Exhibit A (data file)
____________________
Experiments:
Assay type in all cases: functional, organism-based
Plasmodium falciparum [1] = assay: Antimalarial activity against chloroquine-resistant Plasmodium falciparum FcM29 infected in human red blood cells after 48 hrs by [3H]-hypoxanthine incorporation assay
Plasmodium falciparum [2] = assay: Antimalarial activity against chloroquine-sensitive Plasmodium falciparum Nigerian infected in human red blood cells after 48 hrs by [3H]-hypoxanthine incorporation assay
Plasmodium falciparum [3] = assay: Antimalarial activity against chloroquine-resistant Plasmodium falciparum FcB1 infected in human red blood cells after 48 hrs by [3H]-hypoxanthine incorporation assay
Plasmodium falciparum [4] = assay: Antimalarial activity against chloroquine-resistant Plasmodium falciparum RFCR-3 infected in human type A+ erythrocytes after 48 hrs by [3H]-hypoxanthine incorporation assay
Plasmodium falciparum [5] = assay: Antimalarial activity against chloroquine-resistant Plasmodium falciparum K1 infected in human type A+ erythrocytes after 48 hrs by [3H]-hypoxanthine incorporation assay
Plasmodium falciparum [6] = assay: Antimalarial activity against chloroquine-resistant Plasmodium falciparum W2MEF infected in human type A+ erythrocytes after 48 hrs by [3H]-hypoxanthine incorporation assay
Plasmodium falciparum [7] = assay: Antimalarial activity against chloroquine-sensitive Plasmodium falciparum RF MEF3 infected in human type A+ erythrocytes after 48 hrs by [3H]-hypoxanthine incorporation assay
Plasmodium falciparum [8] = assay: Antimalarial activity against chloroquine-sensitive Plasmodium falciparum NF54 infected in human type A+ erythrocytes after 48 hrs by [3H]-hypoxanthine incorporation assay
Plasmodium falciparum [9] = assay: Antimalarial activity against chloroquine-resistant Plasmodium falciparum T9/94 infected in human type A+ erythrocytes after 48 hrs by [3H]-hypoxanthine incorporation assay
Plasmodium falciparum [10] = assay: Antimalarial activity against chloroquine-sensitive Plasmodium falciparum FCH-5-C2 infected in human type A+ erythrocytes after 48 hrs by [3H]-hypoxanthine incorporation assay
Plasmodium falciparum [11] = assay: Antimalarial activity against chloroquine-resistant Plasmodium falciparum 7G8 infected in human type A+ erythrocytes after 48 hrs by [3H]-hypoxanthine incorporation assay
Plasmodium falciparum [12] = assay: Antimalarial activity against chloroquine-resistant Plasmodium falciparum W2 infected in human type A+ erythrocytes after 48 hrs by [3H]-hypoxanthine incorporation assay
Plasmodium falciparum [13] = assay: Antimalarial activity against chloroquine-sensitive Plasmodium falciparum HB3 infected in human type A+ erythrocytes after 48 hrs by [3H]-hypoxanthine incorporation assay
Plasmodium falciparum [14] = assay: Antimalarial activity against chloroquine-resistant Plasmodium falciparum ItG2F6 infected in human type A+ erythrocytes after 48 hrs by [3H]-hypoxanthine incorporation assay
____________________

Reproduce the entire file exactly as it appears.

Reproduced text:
Experiments:
Assay type in all cases: functional, organism-based
Plasmodium falciparum [1] = assay: Antimalarial activity against chloroquine-resistant Plasmodium falciparum FcM29 infected in human red blood cells after 48 hrs by [3H]-hypoxanthine incorporation assay
Plasmodium falciparum [2] = assay: Antimalarial activity against chloroquine-sensitive Plasmodium falciparum Nigerian infected in human red blood cells after 48 hrs by [3H]-hypoxanthine incorporation assay
Plasmodium falciparum [3] = assay: Antimalarial activity against chloroquine-resistant Plasmodium falciparum FcB1 infected in human red blood cells after 48 hrs by [3H]-hypoxanthine incorporation assay
Plasmodium falciparum [4] = assay: Antimalarial activity against chloroquine-resistant Plasmodium falciparum RFCR-3 infected in human type A+ erythrocytes after 48 hrs by [3H]-hypoxanthine incorporation assay
Plasmodium falciparum [5] = assay: Antimalarial activity against chloroquine-resistant Plasmodium falciparum K1 infected in human type A+ erythrocytes after 48 hrs by [3H]-hypoxanthine incorporation assay
Plasmodium falciparum [6] = assay: Antimalarial activity against chloroquine-resistant Plasmodium falciparum W2MEF infected in human type A+ erythrocytes after 48 hrs by [3H]-hypoxanthine incorporation assay
Plasmodium falciparum [7] = assay: Antimalarial activity against chloroquine-sensitive Plasmodium falciparum RF MEF3 infected in human type A+ erythrocytes after 48 hrs by [3H]-hypoxanthine incorporation assay
Plasmodium falciparum [8] = assay: Antimalarial activity against chloroquine-sensitive Plasmodium falciparum NF54 infected in human type A+ erythrocytes after 48 hrs by [3H]-hypoxanthine incorporation assay
Plasmodium falciparum [9] = assay: Antimalarial activity against chloroquine-resistant Plasmodium falciparum T9/94 infected in human type A+ erythrocytes after 48 hrs by [3H]-hypoxanthine incorporation assay
Plasmodium falciparum [10] = assay: Antimalarial activity against chloroquine-sensitive Plasmodium falciparum FCH-5-C2 infected in human type A+ erythrocytes after 48 hrs by [3H]-hypoxanthine incorporation assay
Plasmodium falciparum [11] = assay: Antimalarial activity against chloroquine-resistant Plasmodium falciparum 7G8 infected in human type A+ erythrocytes after 48 hrs by [3H]-hypoxanthine incorporation assay
Plasmodium falciparum [12] = assay: Antimalarial activity against chloroquine-resistant Plasmodium falciparum W2 infected in human type A+ erythrocytes after 48 hrs by [3H]-hypoxanthine incorporation assay
Plasmodium falciparum [13] = assay: Antimalarial activity against chloroquine-sensitive Plasmodium falciparum HB3 infected in human type A+ erythrocytes after 48 hrs by [3H]-hypoxanthine incorporation assay
Plasmodium falciparum [14] = assay: Antimalarial activity against chloroquine-resistant Plasmodium falciparum ItG2F6 infected in human type A+ erythrocytes after 48 hrs by [3H]-hypoxanthine incorporation assay